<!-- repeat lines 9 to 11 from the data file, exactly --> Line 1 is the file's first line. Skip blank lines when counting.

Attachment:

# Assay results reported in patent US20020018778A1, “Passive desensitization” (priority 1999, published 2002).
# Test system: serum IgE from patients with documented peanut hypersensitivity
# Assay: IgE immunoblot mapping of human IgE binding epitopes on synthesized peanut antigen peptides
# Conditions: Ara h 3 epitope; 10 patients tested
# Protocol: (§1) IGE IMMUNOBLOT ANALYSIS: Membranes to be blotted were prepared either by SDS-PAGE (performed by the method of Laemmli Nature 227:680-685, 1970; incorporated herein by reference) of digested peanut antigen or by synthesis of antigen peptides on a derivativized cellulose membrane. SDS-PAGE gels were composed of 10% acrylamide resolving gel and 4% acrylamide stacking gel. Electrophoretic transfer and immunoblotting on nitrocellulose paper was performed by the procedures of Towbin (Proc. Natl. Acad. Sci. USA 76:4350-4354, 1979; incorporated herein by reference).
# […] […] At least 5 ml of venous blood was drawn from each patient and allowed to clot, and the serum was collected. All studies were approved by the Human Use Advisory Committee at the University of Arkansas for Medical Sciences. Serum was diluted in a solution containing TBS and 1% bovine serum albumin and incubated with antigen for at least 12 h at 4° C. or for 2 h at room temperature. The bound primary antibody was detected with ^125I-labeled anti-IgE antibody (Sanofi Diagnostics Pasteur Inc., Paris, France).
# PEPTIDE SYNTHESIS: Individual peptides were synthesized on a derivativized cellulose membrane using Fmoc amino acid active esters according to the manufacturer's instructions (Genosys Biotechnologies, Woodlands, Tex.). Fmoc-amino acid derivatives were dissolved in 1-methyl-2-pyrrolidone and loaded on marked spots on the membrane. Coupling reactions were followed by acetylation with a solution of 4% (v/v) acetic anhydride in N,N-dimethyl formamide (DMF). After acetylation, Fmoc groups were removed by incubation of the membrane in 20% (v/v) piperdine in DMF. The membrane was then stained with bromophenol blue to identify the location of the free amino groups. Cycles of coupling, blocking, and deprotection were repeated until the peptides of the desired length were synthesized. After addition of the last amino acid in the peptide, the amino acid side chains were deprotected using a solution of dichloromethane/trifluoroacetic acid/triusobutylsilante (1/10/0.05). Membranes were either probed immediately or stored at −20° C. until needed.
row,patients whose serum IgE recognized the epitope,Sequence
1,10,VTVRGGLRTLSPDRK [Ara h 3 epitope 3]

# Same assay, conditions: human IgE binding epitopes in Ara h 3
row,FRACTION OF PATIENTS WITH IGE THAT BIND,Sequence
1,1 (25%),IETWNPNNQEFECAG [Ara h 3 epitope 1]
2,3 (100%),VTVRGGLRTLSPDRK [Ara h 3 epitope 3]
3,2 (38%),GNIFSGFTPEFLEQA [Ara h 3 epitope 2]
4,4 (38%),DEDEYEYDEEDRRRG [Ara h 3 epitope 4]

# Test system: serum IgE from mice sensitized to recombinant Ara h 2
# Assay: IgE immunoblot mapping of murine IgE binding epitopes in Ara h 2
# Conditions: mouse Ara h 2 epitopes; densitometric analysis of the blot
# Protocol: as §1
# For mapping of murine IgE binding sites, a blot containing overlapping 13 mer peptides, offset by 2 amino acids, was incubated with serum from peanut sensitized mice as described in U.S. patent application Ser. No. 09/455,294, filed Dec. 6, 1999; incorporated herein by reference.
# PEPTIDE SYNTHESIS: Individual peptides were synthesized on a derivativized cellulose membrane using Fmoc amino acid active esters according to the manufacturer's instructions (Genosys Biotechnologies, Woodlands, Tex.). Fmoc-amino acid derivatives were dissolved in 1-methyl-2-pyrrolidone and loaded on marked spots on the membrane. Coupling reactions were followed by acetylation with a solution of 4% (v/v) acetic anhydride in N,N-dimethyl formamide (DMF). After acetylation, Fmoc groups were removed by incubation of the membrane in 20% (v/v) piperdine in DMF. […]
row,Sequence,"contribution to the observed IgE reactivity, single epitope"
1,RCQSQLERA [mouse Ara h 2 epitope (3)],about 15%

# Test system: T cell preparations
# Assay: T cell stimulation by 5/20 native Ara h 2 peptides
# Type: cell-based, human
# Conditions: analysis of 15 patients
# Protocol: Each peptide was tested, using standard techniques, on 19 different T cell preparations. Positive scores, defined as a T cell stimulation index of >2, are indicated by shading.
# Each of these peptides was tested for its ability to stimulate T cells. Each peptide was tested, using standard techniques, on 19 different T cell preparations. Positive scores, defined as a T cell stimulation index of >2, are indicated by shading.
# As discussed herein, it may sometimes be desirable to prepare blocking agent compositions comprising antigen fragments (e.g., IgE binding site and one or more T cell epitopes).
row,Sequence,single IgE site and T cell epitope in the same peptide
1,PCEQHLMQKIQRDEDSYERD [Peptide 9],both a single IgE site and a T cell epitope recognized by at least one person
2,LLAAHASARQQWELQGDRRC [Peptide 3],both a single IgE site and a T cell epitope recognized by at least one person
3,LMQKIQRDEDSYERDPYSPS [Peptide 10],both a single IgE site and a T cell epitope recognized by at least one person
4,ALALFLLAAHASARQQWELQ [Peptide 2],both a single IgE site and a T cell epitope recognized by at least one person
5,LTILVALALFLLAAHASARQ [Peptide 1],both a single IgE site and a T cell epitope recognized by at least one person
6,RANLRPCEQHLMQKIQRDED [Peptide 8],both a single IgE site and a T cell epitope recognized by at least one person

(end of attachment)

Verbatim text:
1,10,VTVRGGLRTLSPDRK [Ara h 3 epitope 3]

# Same assay, conditions: human IgE binding epitopes in Ara h 3
row,FRACTION OF PATIENTS WITH IGE THAT BIND,Sequence